Fundamental characteristics identified via observation of the inherently sustainable biosphere can inform and guide environmentally benign design and manufacturing (EBDM). In support of this premise, this paper identifies characteristics, extracts biological principles, translates them into guidelines for EBDM, and briefly reports on their application in situations of engineering interest. It outlines and illustrates the use of constant comparative method (CCM) to identify and extract fundamental biosphere characteristics from biology and ecology literature. Then, it translates these biological principles into general guidelines with associated metrics. To illustrate the efficacy of this approach, bio-inspired metrics are used for the purposes of assessing micro/nanoscale self-cleaning surfaces and designing a carpet tile recycling network. These efforts suggest that learning the phenomena responsible for the biosphere's inherent sustainability can yield insight into EBDM.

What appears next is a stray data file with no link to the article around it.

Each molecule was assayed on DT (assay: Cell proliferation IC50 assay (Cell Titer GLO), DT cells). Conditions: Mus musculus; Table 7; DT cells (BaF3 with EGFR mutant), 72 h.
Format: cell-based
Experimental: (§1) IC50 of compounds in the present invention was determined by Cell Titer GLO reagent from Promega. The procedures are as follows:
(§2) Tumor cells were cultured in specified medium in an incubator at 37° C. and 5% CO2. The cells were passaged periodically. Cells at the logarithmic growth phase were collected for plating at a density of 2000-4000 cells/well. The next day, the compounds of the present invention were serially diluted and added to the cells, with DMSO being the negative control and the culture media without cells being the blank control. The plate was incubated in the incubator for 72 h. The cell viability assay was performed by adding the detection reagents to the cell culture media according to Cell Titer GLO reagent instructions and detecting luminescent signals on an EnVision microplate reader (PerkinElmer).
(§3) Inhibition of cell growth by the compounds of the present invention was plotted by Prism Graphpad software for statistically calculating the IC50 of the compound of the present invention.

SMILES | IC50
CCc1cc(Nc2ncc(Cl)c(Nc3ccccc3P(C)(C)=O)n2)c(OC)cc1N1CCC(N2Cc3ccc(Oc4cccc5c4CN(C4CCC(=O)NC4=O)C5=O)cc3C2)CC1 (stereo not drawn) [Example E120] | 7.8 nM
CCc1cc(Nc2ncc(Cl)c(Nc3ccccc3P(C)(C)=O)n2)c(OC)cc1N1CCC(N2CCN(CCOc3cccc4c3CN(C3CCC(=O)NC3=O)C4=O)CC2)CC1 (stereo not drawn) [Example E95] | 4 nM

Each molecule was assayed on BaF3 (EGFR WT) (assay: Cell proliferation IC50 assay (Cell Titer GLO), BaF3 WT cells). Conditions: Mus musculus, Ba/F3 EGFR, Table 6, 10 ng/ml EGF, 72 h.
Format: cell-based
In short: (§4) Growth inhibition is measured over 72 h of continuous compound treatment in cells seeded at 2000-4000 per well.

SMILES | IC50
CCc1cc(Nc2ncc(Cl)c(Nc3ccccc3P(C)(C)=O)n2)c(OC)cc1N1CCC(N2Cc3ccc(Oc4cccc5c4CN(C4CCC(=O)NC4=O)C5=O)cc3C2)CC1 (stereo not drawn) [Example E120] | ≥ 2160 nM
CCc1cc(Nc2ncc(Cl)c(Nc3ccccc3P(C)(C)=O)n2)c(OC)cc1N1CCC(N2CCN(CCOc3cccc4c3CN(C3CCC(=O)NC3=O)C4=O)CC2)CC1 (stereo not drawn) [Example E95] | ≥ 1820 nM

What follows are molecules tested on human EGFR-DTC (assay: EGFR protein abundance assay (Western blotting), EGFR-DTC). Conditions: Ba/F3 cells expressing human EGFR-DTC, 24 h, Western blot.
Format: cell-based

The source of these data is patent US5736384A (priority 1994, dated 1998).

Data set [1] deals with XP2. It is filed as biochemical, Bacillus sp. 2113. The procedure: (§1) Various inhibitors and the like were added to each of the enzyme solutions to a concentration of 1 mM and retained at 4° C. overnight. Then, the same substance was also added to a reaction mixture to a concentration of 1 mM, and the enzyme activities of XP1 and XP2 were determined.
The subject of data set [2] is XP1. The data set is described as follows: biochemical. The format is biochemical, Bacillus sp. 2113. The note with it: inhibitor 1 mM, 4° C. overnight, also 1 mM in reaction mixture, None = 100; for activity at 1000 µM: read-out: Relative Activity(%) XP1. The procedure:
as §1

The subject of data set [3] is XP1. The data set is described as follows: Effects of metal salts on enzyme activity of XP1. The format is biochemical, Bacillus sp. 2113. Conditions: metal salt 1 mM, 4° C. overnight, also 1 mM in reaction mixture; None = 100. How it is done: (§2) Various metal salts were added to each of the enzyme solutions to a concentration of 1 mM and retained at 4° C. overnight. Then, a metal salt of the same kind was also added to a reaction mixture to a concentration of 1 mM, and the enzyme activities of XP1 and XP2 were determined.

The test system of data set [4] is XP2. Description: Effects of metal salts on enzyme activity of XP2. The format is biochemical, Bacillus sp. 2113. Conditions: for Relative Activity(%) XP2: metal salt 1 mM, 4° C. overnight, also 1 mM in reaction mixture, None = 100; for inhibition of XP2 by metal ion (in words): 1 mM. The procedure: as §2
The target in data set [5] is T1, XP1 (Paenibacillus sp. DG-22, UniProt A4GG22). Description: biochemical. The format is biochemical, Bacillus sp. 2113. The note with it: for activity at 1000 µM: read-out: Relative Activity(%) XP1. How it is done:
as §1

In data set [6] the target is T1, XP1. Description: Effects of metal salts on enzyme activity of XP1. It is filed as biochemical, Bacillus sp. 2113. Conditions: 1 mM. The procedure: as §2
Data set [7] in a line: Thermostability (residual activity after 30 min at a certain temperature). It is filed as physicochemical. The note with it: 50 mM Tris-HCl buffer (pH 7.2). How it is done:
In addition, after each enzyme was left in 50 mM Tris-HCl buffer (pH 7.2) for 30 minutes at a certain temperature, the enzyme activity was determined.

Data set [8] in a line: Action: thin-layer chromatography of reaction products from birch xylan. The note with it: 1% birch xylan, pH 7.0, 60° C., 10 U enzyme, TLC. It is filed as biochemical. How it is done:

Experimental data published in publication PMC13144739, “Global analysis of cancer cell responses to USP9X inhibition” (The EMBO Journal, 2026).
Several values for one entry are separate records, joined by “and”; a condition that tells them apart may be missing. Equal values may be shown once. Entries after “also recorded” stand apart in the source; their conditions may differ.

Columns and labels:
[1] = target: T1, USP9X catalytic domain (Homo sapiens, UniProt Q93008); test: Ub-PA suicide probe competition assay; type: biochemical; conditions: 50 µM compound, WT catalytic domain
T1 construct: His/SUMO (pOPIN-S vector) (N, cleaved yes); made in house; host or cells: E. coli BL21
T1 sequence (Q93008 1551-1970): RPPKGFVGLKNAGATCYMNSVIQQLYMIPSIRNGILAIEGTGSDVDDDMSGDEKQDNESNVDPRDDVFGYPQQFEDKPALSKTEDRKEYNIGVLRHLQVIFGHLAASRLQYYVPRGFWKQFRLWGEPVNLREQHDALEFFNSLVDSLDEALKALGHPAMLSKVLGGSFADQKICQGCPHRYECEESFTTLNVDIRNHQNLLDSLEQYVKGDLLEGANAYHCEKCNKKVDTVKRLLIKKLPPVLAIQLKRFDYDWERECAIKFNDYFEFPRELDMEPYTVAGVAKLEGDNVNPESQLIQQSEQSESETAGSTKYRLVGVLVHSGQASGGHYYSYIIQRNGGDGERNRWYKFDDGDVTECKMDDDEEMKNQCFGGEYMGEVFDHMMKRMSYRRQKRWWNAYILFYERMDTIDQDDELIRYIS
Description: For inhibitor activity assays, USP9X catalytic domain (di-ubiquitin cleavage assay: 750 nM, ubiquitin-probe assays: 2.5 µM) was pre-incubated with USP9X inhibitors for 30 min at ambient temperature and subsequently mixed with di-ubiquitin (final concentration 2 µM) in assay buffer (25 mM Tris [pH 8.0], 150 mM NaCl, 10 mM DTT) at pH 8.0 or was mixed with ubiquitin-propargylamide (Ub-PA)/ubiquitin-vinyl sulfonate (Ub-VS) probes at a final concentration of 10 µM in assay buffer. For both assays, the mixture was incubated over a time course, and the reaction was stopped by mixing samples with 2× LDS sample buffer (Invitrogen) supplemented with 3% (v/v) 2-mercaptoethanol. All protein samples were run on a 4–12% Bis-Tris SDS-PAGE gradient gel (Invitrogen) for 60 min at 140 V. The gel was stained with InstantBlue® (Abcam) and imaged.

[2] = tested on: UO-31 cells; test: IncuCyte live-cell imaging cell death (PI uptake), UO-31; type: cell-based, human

A Method of Finding Biologically Inspired Guidelines for Environmentally Benign Design and Manufacturing
Contributed by the Design Theory and Methodology Committee of ASME for publication in the JOURNAL OF MECHANICAL DESIGN. Manuscript received January 14, 2014; final manuscript received August 8, 2014; published online October 8, 2014. Assoc. Editor: Daniel A. McAdams.
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Reap, J., and Bras, B. (October 8, 2014). "A Method of Finding Biologically Inspired Guidelines for Environmentally Benign Design and Manufacturing." ASME. J. Mech. Des. November 2014; 136(11): 111110. https://doi.org/10.1115/1.4028303
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